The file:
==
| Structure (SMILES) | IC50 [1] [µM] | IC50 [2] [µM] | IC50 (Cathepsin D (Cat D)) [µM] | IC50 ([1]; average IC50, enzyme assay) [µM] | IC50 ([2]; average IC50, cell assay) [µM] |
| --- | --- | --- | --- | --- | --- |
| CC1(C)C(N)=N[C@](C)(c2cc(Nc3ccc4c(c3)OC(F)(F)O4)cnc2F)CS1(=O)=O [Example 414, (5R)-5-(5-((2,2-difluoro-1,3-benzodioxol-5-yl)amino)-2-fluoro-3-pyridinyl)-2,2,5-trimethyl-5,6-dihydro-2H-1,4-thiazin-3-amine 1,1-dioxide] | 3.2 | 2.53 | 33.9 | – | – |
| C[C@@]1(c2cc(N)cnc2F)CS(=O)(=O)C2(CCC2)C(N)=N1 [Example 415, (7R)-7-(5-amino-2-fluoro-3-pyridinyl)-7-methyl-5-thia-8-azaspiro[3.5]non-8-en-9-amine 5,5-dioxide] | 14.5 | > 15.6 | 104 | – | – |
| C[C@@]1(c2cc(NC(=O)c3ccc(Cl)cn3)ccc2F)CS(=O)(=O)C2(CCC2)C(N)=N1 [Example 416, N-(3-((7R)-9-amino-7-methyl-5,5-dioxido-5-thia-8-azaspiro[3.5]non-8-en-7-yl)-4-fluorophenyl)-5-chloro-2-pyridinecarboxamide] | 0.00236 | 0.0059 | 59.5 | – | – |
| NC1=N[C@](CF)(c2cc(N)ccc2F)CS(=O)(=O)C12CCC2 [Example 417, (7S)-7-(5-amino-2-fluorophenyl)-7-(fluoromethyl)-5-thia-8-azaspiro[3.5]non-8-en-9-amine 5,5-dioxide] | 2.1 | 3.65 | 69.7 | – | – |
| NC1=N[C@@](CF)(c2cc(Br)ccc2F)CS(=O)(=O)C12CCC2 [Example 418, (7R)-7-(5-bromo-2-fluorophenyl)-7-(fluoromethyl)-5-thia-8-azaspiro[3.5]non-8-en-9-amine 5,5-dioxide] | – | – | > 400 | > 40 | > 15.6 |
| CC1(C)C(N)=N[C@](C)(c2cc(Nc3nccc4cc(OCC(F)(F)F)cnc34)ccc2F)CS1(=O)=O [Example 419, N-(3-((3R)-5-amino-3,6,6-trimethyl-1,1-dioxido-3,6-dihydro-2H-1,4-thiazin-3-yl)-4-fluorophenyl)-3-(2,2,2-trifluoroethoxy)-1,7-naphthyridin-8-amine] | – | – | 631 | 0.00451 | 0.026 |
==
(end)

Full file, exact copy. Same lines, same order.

| Structure (SMILES) | IC50 [1] [µM] | IC50 [2] [µM] | IC50 (Cathepsin D (Cat D)) [µM] | IC50 ([1]; average IC50, enzyme assay) [µM] | IC50 ([2]; average IC50, cell assay) [µM] |
| --- | --- | --- | --- | --- | --- |
| CC1(C)C(N)=N[C@](C)(c2cc(Nc3ccc4c(c3)OC(F)(F)O4)cnc2F)CS1(=O)=O [Example 414, (5R)-5-(5-((2,2-difluoro-1,3-benzodioxol-5-yl)amino)-2-fluoro-3-pyridinyl)-2,2,5-trimethyl-5,6-dihydro-2H-1,4-thiazin-3-amine 1,1-dioxide] | 3.2 | 2.53 | 33.9 | – | – |
| C[C@@]1(c2cc(N)cnc2F)CS(=O)(=O)C2(CCC2)C(N)=N1 [Example 415, (7R)-7-(5-amino-2-fluoro-3-pyridinyl)-7-methyl-5-thia-8-azaspiro[3.5]non-8-en-9-amine 5,5-dioxide] | 14.5 | > 15.6 | 104 | – | – |
| C[C@@]1(c2cc(NC(=O)c3ccc(Cl)cn3)ccc2F)CS(=O)(=O)C2(CCC2)C(N)=N1 [Example 416, N-(3-((7R)-9-amino-7-methyl-5,5-dioxido-5-thia-8-azaspiro[3.5]non-8-en-7-yl)-4-fluorophenyl)-5-chloro-2-pyridinecarboxamide] | 0.00236 | 0.0059 | 59.5 | – | – |
| NC1=N[C@](CF)(c2cc(N)ccc2F)CS(=O)(=O)C12CCC2 [Example 417, (7S)-7-(5-amino-2-fluorophenyl)-7-(fluoromethyl)-5-thia-8-azaspiro[3.5]non-8-en-9-amine 5,5-dioxide] | 2.1 | 3.65 | 69.7 | – | – |
| NC1=N[C@@](CF)(c2cc(Br)ccc2F)CS(=O)(=O)C12CCC2 [Example 418, (7R)-7-(5-bromo-2-fluorophenyl)-7-(fluoromethyl)-5-thia-8-azaspiro[3.5]non-8-en-9-amine 5,5-dioxide] | – | – | > 400 | > 40 | > 15.6 |
| CC1(C)C(N)=N[C@](C)(c2cc(Nc3nccc4cc(OCC(F)(F)F)cnc34)ccc2F)CS1(=O)=O [Example 419, N-(3-((3R)-5-amino-3,6,6-trimethyl-1,1-dioxido-3,6-dihydro-2H-1,4-thiazin-3-yl)-4-fluorophenyl)-3-(2,2,2-trifluoroethoxy)-1,7-naphthyridin-8-amine] | – | – | 631 | 0.00451 | 0.026 |